Another technical advantage of the present invention includes providing an improved mask and method for forming DRAM contacts. In particular, the mask is used to define a plurality of substantially rectangular sections to be etched from a conductive layer overlying a DRAM. Etching of the substantially rectangular sections leaves a plurality of T-shaped sections in the conductive layer that each embody a bit line contact and two storage node contacts of the DRAM. As a result, manufacturing costs of the DRAM are reduced.

Other technical advantages will be readily apparent to one skilled in the art from the following figures, description and claims.

BRIEF DESCRIPTION OF THE DRAWINGS

For a more complete understanding of the present invention and its advantages thereof, reference is now made to the following description taken in conjunction with the accompanying drawings in which:

FIG. 1 is perspective view of a mask illustrating a multiple contact pattern in accordance with the present invention; and

FIG. 2A-C are a series of schematic top-plan views illustrating fabrication of contacts for an integrated circuit substrate in accordance with the present invention.

DETAILED DESCRIPTION OF THE INVENTION

FIG. 1 illustrates a mask 10 in accordance with the present invention. As described in more detail below, the mask 10 is used in connection with a radiation source such as ultraviolet light to expose selected portions of a resist layer on an integrated circuit substrate. The resist layer is developed to produce an etch mask corresponding to the mask. Using the etch mask, a conductive layer is etched to form multiple contact structures on the integrated circuit substrate.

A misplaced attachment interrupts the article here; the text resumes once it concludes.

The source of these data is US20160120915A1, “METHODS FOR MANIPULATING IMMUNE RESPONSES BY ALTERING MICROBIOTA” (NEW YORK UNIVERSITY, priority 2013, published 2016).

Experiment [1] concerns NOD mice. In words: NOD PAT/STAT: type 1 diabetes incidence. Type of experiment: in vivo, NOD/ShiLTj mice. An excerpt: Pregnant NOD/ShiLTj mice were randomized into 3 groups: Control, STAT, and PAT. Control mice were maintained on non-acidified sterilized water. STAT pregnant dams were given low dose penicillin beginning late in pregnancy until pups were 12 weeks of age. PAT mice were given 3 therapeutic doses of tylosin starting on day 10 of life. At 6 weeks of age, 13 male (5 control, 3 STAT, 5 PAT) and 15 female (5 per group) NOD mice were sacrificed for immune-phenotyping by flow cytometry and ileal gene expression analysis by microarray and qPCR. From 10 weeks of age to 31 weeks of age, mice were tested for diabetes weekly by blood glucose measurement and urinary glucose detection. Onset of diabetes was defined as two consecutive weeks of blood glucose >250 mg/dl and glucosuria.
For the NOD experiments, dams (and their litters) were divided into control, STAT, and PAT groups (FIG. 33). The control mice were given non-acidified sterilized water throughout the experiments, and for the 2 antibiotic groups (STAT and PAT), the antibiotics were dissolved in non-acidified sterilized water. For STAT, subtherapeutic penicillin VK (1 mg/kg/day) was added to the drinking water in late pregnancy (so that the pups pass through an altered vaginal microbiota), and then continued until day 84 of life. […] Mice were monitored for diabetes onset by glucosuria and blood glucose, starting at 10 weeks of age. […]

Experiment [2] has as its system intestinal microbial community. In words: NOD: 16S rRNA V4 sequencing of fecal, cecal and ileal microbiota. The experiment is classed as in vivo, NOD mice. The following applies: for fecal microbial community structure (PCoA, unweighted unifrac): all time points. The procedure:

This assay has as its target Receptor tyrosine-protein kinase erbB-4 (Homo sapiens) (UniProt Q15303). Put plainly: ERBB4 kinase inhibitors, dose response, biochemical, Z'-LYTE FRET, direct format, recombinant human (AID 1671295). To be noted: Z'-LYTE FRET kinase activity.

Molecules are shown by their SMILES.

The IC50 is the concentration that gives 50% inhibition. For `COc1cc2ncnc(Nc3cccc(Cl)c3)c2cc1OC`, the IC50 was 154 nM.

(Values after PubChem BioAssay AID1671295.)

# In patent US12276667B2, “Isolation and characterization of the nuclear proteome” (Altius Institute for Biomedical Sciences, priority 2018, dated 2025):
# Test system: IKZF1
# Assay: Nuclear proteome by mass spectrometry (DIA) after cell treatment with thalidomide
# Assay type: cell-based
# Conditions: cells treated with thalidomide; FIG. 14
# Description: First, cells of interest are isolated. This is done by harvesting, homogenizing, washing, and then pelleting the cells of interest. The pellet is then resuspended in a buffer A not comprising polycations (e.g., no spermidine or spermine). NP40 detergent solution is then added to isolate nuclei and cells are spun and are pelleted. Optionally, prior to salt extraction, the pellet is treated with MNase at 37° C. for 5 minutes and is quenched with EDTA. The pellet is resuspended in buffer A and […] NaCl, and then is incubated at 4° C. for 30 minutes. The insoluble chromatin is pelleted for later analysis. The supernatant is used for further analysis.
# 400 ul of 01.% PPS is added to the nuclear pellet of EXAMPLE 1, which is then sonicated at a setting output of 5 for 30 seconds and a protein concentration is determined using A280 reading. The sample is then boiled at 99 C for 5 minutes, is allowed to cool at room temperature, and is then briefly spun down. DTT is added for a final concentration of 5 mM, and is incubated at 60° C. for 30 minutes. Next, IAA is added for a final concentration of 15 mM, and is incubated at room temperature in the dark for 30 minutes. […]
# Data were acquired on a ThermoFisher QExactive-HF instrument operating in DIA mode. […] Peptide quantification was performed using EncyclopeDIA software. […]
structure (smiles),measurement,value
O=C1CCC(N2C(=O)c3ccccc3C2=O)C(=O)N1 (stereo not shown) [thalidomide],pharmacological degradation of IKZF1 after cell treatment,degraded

Referring to FIG. 1, the mask 10 is conventionally constructed of a substrate 12 and a multiple contact pattern 14. The substrate 12 is formed of a transparent material that transmits a wavelength of radiation used in connection with the mask 10 to pattern resist material on the integrated circuit substrate. For visible and ultraviolet wavelengths, the substrate 12 may be formed of quartz, silica or any other material that has high optical transmission of the visible or ultraviolet wavelength.